Scenes from a post-racial America, specifically in Rochelle, Georgia:
Stephanie and Keela are white and Mareshia and Quanesha are black. They're seniors at Wilcox County High School, a school that has never held an integrated prom during its existence.
"There's a white prom and there's an integrated prom," said Keela.
The rule is strictly enforced, any race other than Caucasian wouldn't dare to attend the white prom.
"They would probably have the police come out there and escort them off the premises," said Keela.
That was the case just last year as a biracial student was turned away by police. It's been that way for as long as anyone can remember and it doesn't stop at prom. Homecoming is also segregated. Normally, there would be a court for each race, but for the first time the school decided to elect only one homecoming court, Quanesha won. But there were still two separate dances.
There will still be two proms this year. Neither proms are financed by or allowed to take place at Wilcox County High School. The students said that when they pushed for one prom, the school offered a resolution to permit an integrated prom that would allow all students to attend but not stop segregated proms.
Well, that’s odd. I just checked, and indeed, I didn’t somehow wake up in the early 1900s this morning.
Luckily, the students are paving the way for progress, though they’re finding it much harder than it should be in 20-fucking-13 to get a government-sponsored, publicly funded institution to drop the whole segregation thing [EDIT: 04/07/13 12:32 PM ET – I just realized my error: The proms aren’t school-sponsored, but are private-funded events organized by the community, instead, which is the only reason this shit is legal]:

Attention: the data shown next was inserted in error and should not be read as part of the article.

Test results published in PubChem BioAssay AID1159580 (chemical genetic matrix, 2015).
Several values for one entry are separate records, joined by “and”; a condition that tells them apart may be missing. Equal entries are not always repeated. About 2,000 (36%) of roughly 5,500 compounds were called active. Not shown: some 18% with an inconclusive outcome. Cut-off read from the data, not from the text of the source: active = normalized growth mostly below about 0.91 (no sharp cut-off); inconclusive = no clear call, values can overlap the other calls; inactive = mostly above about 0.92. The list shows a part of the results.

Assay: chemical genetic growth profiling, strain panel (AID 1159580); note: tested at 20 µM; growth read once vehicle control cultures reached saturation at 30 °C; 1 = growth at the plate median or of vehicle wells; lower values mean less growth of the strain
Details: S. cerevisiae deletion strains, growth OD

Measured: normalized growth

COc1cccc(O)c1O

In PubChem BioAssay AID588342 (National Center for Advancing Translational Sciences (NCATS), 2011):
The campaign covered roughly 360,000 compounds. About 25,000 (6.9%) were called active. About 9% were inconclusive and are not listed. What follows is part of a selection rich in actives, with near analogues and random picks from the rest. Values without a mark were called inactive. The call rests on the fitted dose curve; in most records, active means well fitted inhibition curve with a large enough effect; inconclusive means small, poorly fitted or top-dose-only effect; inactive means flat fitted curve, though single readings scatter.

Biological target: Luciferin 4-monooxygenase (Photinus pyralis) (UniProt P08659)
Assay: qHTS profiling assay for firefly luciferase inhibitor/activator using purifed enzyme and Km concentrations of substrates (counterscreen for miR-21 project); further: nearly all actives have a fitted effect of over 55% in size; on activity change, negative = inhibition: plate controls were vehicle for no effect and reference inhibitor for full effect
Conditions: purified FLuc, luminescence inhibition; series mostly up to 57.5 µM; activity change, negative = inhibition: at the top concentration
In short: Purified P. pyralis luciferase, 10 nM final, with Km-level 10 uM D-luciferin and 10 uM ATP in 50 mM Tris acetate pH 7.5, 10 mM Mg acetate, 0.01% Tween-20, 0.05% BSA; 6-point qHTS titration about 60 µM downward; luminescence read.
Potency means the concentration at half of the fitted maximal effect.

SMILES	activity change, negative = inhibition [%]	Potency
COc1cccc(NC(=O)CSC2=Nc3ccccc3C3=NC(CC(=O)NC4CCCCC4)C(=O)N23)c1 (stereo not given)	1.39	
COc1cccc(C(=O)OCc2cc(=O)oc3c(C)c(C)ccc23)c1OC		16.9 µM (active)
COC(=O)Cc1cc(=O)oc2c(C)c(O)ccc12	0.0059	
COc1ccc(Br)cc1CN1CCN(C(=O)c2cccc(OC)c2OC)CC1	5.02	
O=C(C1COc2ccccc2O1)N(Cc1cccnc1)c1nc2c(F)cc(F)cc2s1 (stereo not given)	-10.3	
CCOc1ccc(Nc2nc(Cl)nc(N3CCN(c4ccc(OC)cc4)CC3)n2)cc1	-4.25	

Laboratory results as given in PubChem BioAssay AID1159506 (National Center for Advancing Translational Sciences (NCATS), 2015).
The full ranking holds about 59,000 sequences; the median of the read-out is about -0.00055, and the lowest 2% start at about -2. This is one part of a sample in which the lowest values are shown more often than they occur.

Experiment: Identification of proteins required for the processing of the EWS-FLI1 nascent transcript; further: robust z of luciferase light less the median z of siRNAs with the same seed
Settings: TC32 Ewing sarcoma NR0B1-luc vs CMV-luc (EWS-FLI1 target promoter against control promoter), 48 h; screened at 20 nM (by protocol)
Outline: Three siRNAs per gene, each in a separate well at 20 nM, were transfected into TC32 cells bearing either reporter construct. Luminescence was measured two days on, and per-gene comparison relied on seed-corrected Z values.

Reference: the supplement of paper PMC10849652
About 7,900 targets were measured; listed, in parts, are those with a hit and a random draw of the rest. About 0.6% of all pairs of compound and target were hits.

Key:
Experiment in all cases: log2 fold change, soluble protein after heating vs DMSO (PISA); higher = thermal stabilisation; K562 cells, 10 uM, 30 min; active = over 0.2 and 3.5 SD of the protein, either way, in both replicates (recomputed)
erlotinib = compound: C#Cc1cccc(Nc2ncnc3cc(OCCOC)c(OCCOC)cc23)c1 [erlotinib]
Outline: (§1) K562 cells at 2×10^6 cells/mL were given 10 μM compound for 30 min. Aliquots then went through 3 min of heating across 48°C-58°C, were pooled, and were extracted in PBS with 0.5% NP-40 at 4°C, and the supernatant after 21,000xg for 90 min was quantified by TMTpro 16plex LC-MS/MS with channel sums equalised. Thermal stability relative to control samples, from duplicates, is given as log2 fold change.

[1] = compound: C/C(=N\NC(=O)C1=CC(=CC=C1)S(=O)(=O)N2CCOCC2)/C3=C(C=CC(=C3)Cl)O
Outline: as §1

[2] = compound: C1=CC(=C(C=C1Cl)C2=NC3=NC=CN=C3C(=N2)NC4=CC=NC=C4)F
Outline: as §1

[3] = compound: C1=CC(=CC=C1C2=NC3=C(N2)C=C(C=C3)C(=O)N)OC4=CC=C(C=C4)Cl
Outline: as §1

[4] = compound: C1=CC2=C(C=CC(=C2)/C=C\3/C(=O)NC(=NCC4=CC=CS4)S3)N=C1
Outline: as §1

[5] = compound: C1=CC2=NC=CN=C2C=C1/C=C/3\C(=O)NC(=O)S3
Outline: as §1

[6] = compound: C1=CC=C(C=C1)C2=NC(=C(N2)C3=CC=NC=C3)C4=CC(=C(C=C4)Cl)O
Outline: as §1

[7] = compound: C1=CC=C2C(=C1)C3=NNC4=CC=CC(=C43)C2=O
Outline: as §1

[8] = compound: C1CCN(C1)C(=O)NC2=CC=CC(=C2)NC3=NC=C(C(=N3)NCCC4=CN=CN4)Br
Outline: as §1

So the girls are taking matters into their own hands.
"If we don't change it nobody else will," said Keela.
They're part of a group of students organizing a prom for everyone to attend, called the "Integrated Prom", but everyone is not fond of the idea.
"I put up posters for the "Integrated Prom" and we've had people ripping them down at the school," said Keela.
The group says they will continue to make progress even though there doesn't seem to be much motivation to change.
"We need to stick with the tradition," Quanesha said mockingly. "This is a traditional thing we don't need to change and stuff like that, but why? No one can answer my question.
"Exactly," responded Keela. "They think nothing's broken so don't fix it."
It remains to be seen whether the people of Wilcox County will remain steadfast in their pro-segregationist beliefs now that the media and Internet are about to bring a little more scrutiny upon their bigoted heads than they’re used to.
The world is a disturbing place sometimes.